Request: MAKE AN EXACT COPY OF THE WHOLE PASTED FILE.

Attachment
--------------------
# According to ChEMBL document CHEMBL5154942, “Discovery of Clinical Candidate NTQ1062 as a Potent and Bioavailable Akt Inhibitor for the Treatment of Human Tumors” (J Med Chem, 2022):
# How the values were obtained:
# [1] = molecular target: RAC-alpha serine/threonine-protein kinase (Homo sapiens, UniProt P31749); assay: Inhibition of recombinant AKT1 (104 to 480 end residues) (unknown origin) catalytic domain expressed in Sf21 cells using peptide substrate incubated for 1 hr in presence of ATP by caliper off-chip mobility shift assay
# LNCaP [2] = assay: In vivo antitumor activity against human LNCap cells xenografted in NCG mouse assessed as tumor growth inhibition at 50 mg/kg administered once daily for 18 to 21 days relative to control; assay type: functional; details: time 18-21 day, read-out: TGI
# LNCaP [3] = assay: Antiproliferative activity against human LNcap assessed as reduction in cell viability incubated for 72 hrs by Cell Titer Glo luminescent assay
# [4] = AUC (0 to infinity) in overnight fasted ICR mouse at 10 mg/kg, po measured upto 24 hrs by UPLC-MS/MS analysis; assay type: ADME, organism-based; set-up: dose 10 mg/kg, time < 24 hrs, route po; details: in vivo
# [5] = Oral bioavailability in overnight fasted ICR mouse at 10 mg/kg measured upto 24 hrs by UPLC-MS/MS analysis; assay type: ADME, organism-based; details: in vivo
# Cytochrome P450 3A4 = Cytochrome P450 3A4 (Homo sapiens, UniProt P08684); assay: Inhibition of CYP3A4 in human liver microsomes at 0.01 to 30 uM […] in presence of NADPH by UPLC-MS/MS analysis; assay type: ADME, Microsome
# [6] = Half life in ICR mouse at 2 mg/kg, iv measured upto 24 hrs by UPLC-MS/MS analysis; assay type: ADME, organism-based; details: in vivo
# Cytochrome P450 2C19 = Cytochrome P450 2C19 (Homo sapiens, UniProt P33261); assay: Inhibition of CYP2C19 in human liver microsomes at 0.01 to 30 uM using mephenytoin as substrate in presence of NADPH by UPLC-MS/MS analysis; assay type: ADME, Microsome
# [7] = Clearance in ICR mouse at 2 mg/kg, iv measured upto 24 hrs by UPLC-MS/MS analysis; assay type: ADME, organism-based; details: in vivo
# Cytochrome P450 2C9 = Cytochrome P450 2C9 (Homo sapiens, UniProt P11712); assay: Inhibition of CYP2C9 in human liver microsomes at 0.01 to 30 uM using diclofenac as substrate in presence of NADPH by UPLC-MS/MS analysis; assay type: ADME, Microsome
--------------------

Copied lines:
# According to ChEMBL document CHEMBL5154942, “Discovery of Clinical Candidate NTQ1062 as a Potent and Bioavailable Akt Inhibitor for the Treatment of Human Tumors” (J Med Chem, 2022):
# How the values were obtained:
# [1] = molecular target: RAC-alpha serine/threonine-protein kinase (Homo sapiens, UniProt P31749); assay: Inhibition of recombinant AKT1 (104 to 480 end residues) (unknown origin) catalytic domain expressed in Sf21 cells using peptide substrate incubated for 1 hr in presence of ATP by caliper off-chip mobility shift assay
# LNCaP [2] = assay: In vivo antitumor activity against human LNCap cells xenografted in NCG mouse assessed as tumor growth inhibition at 50 mg/kg administered once daily for 18 to 21 days relative to control; assay type: functional; details: time 18-21 day, read-out: TGI
# LNCaP [3] = assay: Antiproliferative activity against human LNcap assessed as reduction in cell viability incubated for 72 hrs by Cell Titer Glo luminescent assay
# [4] = AUC (0 to infinity) in overnight fasted ICR mouse at 10 mg/kg, po measured upto 24 hrs by UPLC-MS/MS analysis; assay type: ADME, organism-based; set-up: dose 10 mg/kg, time < 24 hrs, route po; details: in vivo
# [5] = Oral bioavailability in overnight fasted ICR mouse at 10 mg/kg measured upto 24 hrs by UPLC-MS/MS analysis; assay type: ADME, organism-based; details: in vivo
# Cytochrome P450 3A4 = Cytochrome P450 3A4 (Homo sapiens, UniProt P08684); assay: Inhibition of CYP3A4 in human liver microsomes at 0.01 to 30 uM […] in presence of NADPH by UPLC-MS/MS analysis; assay type: ADME, Microsome
# [6] = Half life in ICR mouse at 2 mg/kg, iv measured upto 24 hrs by UPLC-MS/MS analysis; assay type: ADME, organism-based; details: in vivo
# Cytochrome P450 2C19 = Cytochrome P450 2C19 (Homo sapiens, UniProt P33261); assay: Inhibition of CYP2C19 in human liver microsomes at 0.01 to 30 uM using mephenytoin as substrate in presence of NADPH by UPLC-MS/MS analysis; assay type: ADME, Microsome
# [7] = Clearance in ICR mouse at 2 mg/kg, iv measured upto 24 hrs by UPLC-MS/MS analysis; assay type: ADME, organism-based; details: in vivo
# Cytochrome P450 2C9 = Cytochrome P450 2C9 (Homo sapiens, UniProt P11712); assay: Inhibition of CYP2C9 in human liver microsomes at 0.01 to 30 uM using diclofenac as substrate in presence of NADPH by UPLC-MS/MS analysis; assay type: ADME, Microsome